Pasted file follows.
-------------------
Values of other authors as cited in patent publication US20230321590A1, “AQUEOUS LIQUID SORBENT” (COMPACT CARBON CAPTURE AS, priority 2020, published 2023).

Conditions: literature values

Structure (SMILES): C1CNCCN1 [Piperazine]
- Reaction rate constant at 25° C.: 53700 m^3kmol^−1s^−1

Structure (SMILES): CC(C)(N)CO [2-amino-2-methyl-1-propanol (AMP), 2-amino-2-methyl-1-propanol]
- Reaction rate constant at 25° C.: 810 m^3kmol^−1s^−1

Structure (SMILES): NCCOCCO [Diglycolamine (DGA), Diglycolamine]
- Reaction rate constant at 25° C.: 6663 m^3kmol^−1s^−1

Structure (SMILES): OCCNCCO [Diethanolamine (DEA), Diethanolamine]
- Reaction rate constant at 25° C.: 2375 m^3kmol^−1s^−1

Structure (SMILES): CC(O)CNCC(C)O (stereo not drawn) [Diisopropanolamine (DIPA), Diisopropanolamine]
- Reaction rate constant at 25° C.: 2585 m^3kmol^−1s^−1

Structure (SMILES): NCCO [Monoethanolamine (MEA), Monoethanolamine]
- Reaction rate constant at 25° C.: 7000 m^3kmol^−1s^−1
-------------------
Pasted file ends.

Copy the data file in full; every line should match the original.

Values of other authors as cited in patent publication US20230321590A1, “AQUEOUS LIQUID SORBENT” (COMPACT CARBON CAPTURE AS, priority 2020, published 2023).

Conditions: literature values

Structure (SMILES): C1CNCCN1 [Piperazine]
- Reaction rate constant at 25° C.: 53700 m^3kmol^−1s^−1

Structure (SMILES): CC(C)(N)CO [2-amino-2-methyl-1-propanol (AMP), 2-amino-2-methyl-1-propanol]
- Reaction rate constant at 25° C.: 810 m^3kmol^−1s^−1

Structure (SMILES): NCCOCCO [Diglycolamine (DGA), Diglycolamine]
- Reaction rate constant at 25° C.: 6663 m^3kmol^−1s^−1

Structure (SMILES): OCCNCCO [Diethanolamine (DEA), Diethanolamine]
- Reaction rate constant at 25° C.: 2375 m^3kmol^−1s^−1

Structure (SMILES): CC(O)CNCC(C)O (stereo not drawn) [Diisopropanolamine (DIPA), Diisopropanolamine]
- Reaction rate constant at 25° C.: 2585 m^3kmol^−1s^−1

Structure (SMILES): NCCO [Monoethanolamine (MEA), Monoethanolamine]
- Reaction rate constant at 25° C.: 7000 m^3kmol^−1s^−1